59. 59.
    Rowe, T. D., B. K. Lovell and L. M. Parks. Further observations on the use ofAloe vera leaf in the treatment of third degree X-ray reactions. Jour. Amer. Pharm. Assn.30: 266–269. 1941.Google Scholar
  60. 60.
    Sievers, A. F. and E. C. Higbee. Medicinal Plants of Tropical and Subtropical Regions. For. Agr. Report #6. U.S.D.A. 1942.Google Scholar
  61. 61.
    Small, J. K. Manual of Southeastern,Flora. New York, 1933. Reprinted.Google Scholar
  62. 62.
    Standley, P. C. Flora of Costa Rica. Pt. I. Bot. Series Vol. XVIII, Pub. 391. Field Museum of Nat. Hist., Chicago. 1937.Google Scholar
  63. 63.
    Standley, P. C. Flora of Yucatan. Bot. Ser. Vol. III, No. 3, Pub. 279. Field Museum of Nat. Hist., Chicago. 1930.Google Scholar
  64. 64.
    Steinmetz, E. F. Drug Guide for Importers, Exporters, Dealers, etc., of Botanical Drugs and Spices Throughout the World. Pub'd by author, Amsterdam. 1959.Google Scholar
  65. 65.
    Stuart, G. A. Chinese Materia Medica: Vegetable Kingdom. Shanghai. 1911.Google Scholar
  66. 66.
    Sturtevant, W. C, Bur. Am. Ethno. Smithsonian Institution, Washington, D. C. Personal communication. Feb. 15, 1961.Google Scholar
  67. 67.
    Sysoev, A. F. Uchenye Zapiski Ukrain. Eksptl. Inst. Glaznykh. Boleznei Filatov. 1955. No 3 15–22. (Chem. Abs.51, 14058b)Google Scholar
  68. 68.
    Tchou, M. T.Aloe vcra (Jelly Leeks). Arch. Dermat. & Syph.47: 249. 1943.Google Scholar
  69. 69.
    Valley's Rarest Crop. Texas Farming & Citriculture37: 6. 1960.Google Scholar
  70. 70.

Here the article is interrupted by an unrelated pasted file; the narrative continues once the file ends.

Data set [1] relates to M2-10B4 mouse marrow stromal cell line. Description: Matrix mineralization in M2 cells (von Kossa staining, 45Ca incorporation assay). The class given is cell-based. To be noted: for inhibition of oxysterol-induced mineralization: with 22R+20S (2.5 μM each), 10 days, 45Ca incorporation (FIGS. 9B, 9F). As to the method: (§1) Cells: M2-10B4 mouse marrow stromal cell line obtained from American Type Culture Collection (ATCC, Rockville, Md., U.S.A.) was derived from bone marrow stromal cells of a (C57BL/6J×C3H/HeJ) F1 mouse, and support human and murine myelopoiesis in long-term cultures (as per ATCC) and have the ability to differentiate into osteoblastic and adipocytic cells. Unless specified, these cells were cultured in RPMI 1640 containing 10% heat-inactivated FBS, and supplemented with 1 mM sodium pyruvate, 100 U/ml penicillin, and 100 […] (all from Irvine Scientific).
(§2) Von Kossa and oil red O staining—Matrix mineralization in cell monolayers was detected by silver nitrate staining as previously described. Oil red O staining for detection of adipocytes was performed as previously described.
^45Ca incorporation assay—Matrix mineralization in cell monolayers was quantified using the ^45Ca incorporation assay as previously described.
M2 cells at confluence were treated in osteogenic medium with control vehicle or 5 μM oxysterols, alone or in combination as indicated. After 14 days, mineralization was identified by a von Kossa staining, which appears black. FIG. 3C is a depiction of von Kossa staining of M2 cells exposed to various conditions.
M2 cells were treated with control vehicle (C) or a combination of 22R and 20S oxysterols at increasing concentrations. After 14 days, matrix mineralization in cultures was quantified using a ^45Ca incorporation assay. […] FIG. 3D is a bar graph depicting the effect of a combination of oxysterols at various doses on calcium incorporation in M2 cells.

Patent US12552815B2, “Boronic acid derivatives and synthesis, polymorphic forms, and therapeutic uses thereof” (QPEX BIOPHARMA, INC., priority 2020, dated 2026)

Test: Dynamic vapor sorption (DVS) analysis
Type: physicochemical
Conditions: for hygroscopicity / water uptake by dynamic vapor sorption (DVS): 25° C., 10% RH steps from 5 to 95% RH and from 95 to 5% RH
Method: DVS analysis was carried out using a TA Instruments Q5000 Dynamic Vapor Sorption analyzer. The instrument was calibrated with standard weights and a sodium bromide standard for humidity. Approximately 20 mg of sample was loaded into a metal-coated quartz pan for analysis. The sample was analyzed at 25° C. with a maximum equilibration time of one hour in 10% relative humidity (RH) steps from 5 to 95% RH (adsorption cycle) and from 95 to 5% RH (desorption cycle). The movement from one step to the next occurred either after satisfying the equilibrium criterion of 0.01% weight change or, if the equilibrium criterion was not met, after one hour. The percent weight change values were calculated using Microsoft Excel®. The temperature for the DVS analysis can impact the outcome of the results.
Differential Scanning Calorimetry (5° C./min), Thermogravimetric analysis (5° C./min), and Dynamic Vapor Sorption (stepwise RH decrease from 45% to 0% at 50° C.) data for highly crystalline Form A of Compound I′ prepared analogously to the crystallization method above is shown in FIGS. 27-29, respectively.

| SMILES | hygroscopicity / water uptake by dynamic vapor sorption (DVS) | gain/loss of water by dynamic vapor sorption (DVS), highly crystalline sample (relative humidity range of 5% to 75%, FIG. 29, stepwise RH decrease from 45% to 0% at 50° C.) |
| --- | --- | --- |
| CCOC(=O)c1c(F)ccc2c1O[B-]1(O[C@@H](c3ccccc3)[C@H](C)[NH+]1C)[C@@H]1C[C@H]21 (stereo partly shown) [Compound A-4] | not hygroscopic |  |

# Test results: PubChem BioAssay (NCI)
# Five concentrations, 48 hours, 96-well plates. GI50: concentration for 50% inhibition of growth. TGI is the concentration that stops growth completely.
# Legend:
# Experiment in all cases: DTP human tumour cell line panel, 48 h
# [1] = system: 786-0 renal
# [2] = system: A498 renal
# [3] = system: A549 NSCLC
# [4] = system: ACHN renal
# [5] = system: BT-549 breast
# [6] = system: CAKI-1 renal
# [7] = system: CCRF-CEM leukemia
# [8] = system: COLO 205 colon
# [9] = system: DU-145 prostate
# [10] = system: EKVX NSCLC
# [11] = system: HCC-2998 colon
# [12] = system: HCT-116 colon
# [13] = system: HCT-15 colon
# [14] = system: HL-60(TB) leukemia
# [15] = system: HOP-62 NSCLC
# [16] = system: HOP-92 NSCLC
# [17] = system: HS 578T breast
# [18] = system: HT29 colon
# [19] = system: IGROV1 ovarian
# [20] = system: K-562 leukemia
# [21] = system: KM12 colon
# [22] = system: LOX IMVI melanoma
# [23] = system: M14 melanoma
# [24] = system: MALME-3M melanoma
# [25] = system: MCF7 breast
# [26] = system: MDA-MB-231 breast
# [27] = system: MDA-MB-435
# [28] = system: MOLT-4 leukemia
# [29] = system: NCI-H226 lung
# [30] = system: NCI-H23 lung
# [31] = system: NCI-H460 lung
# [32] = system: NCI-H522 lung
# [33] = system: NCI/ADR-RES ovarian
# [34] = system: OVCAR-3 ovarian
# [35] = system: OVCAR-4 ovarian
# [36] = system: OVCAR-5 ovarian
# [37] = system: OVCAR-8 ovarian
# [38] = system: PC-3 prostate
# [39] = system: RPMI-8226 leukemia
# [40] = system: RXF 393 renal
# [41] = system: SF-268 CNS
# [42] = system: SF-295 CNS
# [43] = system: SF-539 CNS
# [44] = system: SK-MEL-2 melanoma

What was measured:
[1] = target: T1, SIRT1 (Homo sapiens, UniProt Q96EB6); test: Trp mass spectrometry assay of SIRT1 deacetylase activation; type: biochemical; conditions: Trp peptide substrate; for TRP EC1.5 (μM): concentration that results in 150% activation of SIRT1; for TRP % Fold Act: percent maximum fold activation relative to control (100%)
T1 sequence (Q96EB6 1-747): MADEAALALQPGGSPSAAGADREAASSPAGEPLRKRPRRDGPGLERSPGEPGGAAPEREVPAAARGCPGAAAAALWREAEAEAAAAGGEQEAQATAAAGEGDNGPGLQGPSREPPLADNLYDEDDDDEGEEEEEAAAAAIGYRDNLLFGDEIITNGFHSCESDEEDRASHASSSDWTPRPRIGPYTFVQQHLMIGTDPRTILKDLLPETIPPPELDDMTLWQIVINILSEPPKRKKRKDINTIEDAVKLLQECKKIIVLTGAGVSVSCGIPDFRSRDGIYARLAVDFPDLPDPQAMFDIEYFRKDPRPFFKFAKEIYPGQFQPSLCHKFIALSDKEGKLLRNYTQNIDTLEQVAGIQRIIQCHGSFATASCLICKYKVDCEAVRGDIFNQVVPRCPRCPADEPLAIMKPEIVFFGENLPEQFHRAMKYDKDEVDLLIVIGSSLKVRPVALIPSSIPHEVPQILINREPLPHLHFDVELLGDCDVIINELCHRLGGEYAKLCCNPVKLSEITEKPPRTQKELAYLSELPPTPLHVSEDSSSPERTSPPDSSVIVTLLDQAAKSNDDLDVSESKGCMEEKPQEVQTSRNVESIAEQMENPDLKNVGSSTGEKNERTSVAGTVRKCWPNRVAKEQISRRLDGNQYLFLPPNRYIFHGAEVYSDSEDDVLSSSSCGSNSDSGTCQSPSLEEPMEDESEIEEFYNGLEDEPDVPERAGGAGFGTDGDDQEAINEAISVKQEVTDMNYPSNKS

Wasicky, R. and W. Hoehne. Anasis faculdade farm. e odontol., Univ. Sao Paulo9: 17–26. 1591. (Chem. Abs.46, 10548e)Google Scholar
  71. 71.
    Watt, G. The Commercial Products of India. London. 1908.Google Scholar
  72. 72.
    Watt, J. M. and M. G. Breyer-Brandwijk. The Medicinal and Poisonous Plants of Southern Africa. Edinburgh. 1932.Google Scholar
  73. 73.
    Wealth of India—Raw Materials. Vol. I Council of Sci. & Indus. Res. New Delhi 1948.Google Scholar
  74. 74.
    Williams, R. O. and R. O. Williams, Jr. Useful and Ornamental Plants of Trinidad and Tobago. Rev. ed. Guardian Com'l Pty., Port-of-Spain. 1951.Google Scholar
  75. 75.
    Wren, R. C. Potter's New Encyc. of Botanical Drugs and Preparations. Rev'd & enl. by R. W. Wren. London. 1956.Google Scholar
  76. 76.
    Wright, C. S.Aloe vera in the treatment of roentgen ulcers and telangiectasis. Jour. Amer. Med. Assn.106: 1363. 1936.Google Scholar

Copyright information

© The New York Botanical Garden 1961

Authors and Affiliations

  • Julia F. Morton
    • 1
  1. 1.Morton CollectaneaUniversity of MiamiCoral Gables

Personalised recommendations